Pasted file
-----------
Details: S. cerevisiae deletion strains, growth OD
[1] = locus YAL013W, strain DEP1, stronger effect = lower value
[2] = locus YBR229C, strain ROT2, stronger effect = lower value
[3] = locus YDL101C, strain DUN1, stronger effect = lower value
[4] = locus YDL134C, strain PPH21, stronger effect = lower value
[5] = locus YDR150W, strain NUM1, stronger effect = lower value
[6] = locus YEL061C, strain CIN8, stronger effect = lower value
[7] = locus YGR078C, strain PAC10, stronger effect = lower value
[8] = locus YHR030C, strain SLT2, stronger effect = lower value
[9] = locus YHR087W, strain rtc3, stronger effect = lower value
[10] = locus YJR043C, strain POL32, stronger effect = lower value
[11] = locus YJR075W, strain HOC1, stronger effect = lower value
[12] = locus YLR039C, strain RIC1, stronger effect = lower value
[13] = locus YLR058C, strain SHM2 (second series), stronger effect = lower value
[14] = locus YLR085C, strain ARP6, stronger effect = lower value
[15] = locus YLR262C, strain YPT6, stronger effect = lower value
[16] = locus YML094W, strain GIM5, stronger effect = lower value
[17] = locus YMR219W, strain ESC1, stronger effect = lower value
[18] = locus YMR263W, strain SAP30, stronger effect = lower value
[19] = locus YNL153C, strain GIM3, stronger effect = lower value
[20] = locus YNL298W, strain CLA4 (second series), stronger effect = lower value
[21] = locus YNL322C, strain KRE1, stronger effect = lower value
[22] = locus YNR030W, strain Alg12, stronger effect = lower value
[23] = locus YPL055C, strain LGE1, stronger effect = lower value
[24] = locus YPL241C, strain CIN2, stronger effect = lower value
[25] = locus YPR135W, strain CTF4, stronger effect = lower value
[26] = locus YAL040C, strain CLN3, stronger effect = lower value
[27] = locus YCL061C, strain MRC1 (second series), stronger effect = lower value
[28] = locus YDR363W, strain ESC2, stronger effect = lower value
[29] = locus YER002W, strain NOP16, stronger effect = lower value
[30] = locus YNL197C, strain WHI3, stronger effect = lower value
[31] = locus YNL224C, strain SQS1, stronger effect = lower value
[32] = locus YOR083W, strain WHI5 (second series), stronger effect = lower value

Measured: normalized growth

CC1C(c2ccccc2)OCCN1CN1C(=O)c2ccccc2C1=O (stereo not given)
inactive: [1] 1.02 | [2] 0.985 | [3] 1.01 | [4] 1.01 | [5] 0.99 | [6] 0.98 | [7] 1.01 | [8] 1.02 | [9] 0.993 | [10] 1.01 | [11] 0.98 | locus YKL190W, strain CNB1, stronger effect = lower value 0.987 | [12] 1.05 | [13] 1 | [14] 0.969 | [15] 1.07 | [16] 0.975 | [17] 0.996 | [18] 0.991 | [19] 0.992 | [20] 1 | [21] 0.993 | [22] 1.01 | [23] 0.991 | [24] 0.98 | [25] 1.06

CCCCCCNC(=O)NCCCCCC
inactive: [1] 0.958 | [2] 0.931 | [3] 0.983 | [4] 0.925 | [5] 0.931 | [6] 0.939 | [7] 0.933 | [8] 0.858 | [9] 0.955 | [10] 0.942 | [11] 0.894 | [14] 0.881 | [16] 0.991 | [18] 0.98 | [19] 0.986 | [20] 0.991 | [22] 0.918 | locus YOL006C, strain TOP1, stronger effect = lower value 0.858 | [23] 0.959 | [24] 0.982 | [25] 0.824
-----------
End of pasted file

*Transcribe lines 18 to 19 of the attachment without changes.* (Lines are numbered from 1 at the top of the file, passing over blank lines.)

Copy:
[17] = locus YMR219W, strain ESC1, stronger effect = lower value
[18] = locus YMR263W, strain SAP30, stronger effect = lower value